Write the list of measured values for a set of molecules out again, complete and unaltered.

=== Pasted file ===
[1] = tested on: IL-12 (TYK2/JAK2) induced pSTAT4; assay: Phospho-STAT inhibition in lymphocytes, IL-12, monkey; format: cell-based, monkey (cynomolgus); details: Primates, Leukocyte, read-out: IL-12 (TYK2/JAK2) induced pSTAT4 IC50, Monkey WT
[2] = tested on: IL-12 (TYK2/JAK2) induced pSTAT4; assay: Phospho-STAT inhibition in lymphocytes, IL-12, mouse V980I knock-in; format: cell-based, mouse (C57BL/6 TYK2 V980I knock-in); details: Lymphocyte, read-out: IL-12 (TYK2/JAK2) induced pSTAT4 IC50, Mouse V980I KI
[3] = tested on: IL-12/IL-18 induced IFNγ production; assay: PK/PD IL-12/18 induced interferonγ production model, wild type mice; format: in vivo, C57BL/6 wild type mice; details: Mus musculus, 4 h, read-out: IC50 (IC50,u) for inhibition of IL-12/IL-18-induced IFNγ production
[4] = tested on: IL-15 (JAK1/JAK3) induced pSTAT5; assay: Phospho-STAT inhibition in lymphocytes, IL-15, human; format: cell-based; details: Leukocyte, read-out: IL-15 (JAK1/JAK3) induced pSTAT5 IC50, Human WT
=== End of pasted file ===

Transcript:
[1] = tested on: IL-12 (TYK2/JAK2) induced pSTAT4; assay: Phospho-STAT inhibition in lymphocytes, IL-12, monkey; format: cell-based, monkey (cynomolgus); details: Primates, Leukocyte, read-out: IL-12 (TYK2/JAK2) induced pSTAT4 IC50, Monkey WT
[2] = tested on: IL-12 (TYK2/JAK2) induced pSTAT4; assay: Phospho-STAT inhibition in lymphocytes, IL-12, mouse V980I knock-in; format: cell-based, mouse (C57BL/6 TYK2 V980I knock-in); details: Lymphocyte, read-out: IL-12 (TYK2/JAK2) induced pSTAT4 IC50, Mouse V980I KI
[3] = tested on: IL-12/IL-18 induced IFNγ production; assay: PK/PD IL-12/18 induced interferonγ production model, wild type mice; format: in vivo, C57BL/6 wild type mice; details: Mus musculus, 4 h, read-out: IC50 (IC50,u) for inhibition of IL-12/IL-18-induced IFNγ production
[4] = tested on: IL-15 (JAK1/JAK3) induced pSTAT5; assay: Phospho-STAT inhibition in lymphocytes, IL-15, human; format: cell-based; details: Leukocyte, read-out: IL-15 (JAK1/JAK3) induced pSTAT5 IC50, Human WT